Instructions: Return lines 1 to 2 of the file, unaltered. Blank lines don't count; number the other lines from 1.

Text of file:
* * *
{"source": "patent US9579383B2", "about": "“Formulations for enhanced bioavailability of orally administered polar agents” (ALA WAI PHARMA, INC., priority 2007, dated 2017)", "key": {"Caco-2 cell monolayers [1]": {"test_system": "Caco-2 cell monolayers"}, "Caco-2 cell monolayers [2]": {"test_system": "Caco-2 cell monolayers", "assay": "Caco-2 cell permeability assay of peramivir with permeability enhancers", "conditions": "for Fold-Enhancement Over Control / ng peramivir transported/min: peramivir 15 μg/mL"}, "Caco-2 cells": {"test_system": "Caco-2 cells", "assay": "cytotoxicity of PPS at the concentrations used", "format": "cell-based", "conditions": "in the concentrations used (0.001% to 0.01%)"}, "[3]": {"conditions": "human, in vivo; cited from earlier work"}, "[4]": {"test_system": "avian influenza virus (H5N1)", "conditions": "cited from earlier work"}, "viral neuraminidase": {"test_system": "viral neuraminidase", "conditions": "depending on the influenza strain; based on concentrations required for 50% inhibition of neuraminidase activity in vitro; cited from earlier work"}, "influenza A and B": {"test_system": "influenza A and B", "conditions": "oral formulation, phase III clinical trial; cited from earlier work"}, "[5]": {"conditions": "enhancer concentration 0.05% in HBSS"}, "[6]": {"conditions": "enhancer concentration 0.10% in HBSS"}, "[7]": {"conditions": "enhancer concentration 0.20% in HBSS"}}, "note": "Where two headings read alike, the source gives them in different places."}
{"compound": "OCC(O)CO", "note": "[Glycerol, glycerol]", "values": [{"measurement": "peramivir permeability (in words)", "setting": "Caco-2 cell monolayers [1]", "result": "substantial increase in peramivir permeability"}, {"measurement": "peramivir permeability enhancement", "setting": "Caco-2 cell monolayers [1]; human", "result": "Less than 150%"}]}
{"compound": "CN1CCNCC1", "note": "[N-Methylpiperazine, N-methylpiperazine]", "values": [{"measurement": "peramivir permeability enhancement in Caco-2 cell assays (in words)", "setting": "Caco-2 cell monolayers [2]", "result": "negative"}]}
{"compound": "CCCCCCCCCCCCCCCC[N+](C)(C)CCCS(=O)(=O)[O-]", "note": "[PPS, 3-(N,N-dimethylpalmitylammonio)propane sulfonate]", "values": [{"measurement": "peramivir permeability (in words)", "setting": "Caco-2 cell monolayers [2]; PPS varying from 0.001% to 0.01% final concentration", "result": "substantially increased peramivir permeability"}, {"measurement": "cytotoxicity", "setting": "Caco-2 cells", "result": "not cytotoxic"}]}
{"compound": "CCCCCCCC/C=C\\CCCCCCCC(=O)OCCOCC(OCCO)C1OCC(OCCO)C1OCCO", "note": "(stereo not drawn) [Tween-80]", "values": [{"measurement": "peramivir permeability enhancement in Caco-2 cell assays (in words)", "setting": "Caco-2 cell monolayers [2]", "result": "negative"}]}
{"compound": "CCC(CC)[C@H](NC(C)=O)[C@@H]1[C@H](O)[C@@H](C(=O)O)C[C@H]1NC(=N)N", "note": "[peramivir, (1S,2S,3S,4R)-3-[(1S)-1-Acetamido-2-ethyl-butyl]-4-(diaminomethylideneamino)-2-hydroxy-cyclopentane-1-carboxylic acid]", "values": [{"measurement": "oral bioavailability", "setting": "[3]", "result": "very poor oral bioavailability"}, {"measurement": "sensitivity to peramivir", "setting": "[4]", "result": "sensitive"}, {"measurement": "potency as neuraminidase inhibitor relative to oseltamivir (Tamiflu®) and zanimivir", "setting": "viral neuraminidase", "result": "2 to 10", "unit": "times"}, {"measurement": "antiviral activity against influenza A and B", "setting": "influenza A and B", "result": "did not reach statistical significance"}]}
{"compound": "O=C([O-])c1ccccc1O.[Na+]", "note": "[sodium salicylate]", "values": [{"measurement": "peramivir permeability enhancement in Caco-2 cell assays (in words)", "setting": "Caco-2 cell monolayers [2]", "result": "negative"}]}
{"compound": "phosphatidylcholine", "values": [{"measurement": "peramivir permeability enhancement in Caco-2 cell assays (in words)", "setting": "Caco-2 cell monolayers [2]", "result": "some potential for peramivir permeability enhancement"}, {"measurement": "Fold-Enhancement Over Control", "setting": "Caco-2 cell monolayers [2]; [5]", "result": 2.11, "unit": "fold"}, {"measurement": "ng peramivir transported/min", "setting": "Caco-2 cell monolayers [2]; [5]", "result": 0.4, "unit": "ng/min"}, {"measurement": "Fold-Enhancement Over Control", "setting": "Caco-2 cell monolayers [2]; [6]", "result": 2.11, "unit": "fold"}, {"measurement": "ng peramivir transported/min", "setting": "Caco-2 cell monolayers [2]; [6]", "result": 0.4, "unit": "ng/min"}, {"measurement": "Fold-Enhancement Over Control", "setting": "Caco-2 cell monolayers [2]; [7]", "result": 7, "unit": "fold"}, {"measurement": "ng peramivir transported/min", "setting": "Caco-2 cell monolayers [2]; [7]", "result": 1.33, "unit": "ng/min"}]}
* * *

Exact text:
{"source": "patent US9579383B2", "about": "“Formulations for enhanced bioavailability of orally administered polar agents” (ALA WAI PHARMA, INC., priority 2007, dated 2017)", "key": {"Caco-2 cell monolayers [1]": {"test_system": "Caco-2 cell monolayers"}, "Caco-2 cell monolayers [2]": {"test_system": "Caco-2 cell monolayers", "assay": "Caco-2 cell permeability assay of peramivir with permeability enhancers", "conditions": "for Fold-Enhancement Over Control / ng peramivir transported/min: peramivir 15 μg/mL"}, "Caco-2 cells": {"test_system": "Caco-2 cells", "assay": "cytotoxicity of PPS at the concentrations used", "format": "cell-based", "conditions": "in the concentrations used (0.001% to 0.01%)"}, "[3]": {"conditions": "human, in vivo; cited from earlier work"}, "[4]": {"test_system": "avian influenza virus (H5N1)", "conditions": "cited from earlier work"}, "viral neuraminidase": {"test_system": "viral neuraminidase", "conditions": "depending on the influenza strain; based on concentrations required for 50% inhibition of neuraminidase activity in vitro; cited from earlier work"}, "influenza A and B": {"test_system": "influenza A and B", "conditions": "oral formulation, phase III clinical trial; cited from earlier work"}, "[5]": {"conditions": "enhancer concentration 0.05% in HBSS"}, "[6]": {"conditions": "enhancer concentration 0.10% in HBSS"}, "[7]": {"conditions": "enhancer concentration 0.20% in HBSS"}}, "note": "Where two headings read alike, the source gives them in different places."}
{"compound": "OCC(O)CO", "note": "[Glycerol, glycerol]", "values": [{"measurement": "peramivir permeability (in words)", "setting": "Caco-2 cell monolayers [1]", "result": "substantial increase in peramivir permeability"}, {"measurement": "peramivir permeability enhancement", "setting": "Caco-2 cell monolayers [1]; human", "result": "Less than 150%"}]}